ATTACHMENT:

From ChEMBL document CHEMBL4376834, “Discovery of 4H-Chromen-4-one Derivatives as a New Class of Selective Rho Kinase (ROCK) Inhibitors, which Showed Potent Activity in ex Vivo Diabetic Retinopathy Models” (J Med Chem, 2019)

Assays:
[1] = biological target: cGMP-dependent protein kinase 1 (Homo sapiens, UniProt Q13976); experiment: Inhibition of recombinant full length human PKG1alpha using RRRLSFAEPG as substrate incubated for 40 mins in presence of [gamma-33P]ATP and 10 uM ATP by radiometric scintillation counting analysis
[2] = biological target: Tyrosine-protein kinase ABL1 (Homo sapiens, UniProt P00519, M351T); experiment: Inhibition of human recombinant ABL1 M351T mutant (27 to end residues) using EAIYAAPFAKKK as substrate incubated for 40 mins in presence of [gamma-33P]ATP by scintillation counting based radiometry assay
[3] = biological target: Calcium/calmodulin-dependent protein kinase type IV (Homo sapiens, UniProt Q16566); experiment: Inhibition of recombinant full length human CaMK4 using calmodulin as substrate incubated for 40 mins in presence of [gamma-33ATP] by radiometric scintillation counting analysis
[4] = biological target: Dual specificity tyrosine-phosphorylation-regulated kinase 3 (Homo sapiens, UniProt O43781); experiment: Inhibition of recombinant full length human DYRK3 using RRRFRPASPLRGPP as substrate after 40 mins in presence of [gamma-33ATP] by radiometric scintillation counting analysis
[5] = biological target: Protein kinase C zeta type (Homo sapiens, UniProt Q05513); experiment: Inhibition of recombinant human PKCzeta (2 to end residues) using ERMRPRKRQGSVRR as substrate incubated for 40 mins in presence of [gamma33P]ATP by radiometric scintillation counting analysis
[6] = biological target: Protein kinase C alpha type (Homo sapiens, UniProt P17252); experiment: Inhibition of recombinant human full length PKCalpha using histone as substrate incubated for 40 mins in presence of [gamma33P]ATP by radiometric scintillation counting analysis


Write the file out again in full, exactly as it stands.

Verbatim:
From ChEMBL document CHEMBL4376834, “Discovery of 4H-Chromen-4-one Derivatives as a New Class of Selective Rho Kinase (ROCK) Inhibitors, which Showed Potent Activity in ex Vivo Diabetic Retinopathy Models” (J Med Chem, 2019)

Assays:
[1] = biological target: cGMP-dependent protein kinase 1 (Homo sapiens, UniProt Q13976); experiment: Inhibition of recombinant full length human PKG1alpha using RRRLSFAEPG as substrate incubated for 40 mins in presence of [gamma-33P]ATP and 10 uM ATP by radiometric scintillation counting analysis
[2] = biological target: Tyrosine-protein kinase ABL1 (Homo sapiens, UniProt P00519, M351T); experiment: Inhibition of human recombinant ABL1 M351T mutant (27 to end residues) using EAIYAAPFAKKK as substrate incubated for 40 mins in presence of [gamma-33P]ATP by scintillation counting based radiometry assay
[3] = biological target: Calcium/calmodulin-dependent protein kinase type IV (Homo sapiens, UniProt Q16566); experiment: Inhibition of recombinant full length human CaMK4 using calmodulin as substrate incubated for 40 mins in presence of [gamma-33ATP] by radiometric scintillation counting analysis
[4] = biological target: Dual specificity tyrosine-phosphorylation-regulated kinase 3 (Homo sapiens, UniProt O43781); experiment: Inhibition of recombinant full length human DYRK3 using RRRFRPASPLRGPP as substrate after 40 mins in presence of [gamma-33ATP] by radiometric scintillation counting analysis
[5] = biological target: Protein kinase C zeta type (Homo sapiens, UniProt Q05513); experiment: Inhibition of recombinant human PKCzeta (2 to end residues) using ERMRPRKRQGSVRR as substrate incubated for 40 mins in presence of [gamma33P]ATP by radiometric scintillation counting analysis
[6] = biological target: Protein kinase C alpha type (Homo sapiens, UniProt P17252); experiment: Inhibition of recombinant human full length PKCalpha using histone as substrate incubated for 40 mins in presence of [gamma33P]ATP by radiometric scintillation counting analysis